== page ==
Posts Tagged change

End Of An Era

After all of my years working on Martha’s Vineyard, I can count on one hand the number of clients that I can still call my “regulars”, those whom I can anticipate seeing whenever they find their way to the island, since my first season. Today that number decreased by one. Mike Wallace, a Vineyard summer resident for more years than many can remember, died last night. Though the Wallace property was sold last year, it is only now that people will come to the realization that an era has come to and end on Main Street in Vineyard Haven.

I must first say that it is not customary for me to invoke the names of my clients, out of a sense of professionalism. But “Mike”, as he insisted on being called, as opposed to “Mr. Wallace”, had a candid demeanor about him and he was responsible for several generations of his extended family, as well as many of his friends, becoming my clients. Truth be told, I always addressed him as “sir”. While I believe it was also Mike’s way to address many people with whom he spoke, whenever he greeted me with a “good to see you, my friend”, I also believe it was genuine and heartfelt.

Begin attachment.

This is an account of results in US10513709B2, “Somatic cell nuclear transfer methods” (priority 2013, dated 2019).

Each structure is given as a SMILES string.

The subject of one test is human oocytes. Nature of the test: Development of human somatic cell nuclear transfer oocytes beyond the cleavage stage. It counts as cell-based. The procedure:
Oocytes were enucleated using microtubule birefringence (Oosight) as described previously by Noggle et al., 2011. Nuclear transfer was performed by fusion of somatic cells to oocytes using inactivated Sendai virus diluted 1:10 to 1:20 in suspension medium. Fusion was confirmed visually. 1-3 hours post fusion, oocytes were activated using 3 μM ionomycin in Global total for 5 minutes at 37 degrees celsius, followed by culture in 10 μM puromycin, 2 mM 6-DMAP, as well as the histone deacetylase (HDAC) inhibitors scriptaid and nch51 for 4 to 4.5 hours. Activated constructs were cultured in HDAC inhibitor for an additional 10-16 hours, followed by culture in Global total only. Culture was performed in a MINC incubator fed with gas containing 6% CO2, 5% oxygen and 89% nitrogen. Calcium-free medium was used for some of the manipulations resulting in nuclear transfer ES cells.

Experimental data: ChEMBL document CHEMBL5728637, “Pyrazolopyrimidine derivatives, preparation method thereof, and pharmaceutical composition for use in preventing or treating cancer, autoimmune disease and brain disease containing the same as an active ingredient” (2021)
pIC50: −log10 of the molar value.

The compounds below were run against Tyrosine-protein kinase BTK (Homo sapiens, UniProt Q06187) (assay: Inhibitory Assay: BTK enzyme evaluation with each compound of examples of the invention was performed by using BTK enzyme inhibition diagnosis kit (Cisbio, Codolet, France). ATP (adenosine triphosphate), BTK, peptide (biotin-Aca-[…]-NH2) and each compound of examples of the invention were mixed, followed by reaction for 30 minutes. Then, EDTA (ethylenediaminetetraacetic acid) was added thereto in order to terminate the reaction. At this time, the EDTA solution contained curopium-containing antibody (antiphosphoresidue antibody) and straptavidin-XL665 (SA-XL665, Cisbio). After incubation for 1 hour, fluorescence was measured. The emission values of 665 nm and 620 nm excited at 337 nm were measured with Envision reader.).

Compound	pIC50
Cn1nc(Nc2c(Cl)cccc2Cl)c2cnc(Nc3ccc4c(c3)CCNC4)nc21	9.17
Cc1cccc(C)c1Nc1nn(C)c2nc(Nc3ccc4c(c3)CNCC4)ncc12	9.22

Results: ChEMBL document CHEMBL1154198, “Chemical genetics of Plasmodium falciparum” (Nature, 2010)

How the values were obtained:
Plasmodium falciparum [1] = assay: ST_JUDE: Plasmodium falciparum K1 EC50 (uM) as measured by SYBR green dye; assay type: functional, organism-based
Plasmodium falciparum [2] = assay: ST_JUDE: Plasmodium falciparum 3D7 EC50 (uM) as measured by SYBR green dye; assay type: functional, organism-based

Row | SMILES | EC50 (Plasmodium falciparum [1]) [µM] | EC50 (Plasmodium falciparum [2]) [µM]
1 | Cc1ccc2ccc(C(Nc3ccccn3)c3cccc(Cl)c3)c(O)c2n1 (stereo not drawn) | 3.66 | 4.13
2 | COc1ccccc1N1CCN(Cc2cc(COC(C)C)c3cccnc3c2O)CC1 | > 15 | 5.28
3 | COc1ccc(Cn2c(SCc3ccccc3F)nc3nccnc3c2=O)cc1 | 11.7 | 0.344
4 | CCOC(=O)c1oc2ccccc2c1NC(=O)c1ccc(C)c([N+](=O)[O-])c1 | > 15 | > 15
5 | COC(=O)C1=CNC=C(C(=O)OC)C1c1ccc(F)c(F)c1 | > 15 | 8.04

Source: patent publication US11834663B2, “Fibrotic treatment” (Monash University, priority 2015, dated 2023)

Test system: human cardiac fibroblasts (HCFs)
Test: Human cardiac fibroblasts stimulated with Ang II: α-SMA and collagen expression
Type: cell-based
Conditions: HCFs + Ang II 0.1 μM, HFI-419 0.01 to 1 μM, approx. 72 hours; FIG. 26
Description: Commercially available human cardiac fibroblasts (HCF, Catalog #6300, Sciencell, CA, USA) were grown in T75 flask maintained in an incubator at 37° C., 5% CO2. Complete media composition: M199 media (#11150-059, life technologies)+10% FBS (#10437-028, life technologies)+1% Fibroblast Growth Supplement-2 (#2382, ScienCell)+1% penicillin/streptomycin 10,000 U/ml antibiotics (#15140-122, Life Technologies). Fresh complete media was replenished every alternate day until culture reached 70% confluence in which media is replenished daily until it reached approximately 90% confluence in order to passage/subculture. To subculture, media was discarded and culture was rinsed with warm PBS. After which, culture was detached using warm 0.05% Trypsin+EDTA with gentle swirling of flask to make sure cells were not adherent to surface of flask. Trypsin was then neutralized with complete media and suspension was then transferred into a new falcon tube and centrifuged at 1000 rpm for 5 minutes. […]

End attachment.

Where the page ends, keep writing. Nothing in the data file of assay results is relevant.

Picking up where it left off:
While exchanging general pleasantries was usually the extent of our conversation, the usual goings on about town was a topic that often came up. Seasonal residents have an entire winter’s worth of changes to catch up on when they first arrive; new businesses that have opened, old ones that have closed, houses that have sold, etc. For many years Mike would leave my office at the end of my work day and he would say that he had a Sopranos episode to watch with “Bill and Artie”.

Often Mike would walk into the office without an appointment scheduled, asking “would Jason happen to have any time for me today?” I could hear his unmistakable voice in the office every time. I grew up watching “60 Minutes” and he was an American institution. Still, I never had the impression that he had an air of entitlement when dealing with him. It was interesting to watch the reactions of other clients that happened to be in the office when Mike was; they were almost always speechless and star-struck. The rapport Mike and I had was professional, but certainly more familiar than formal.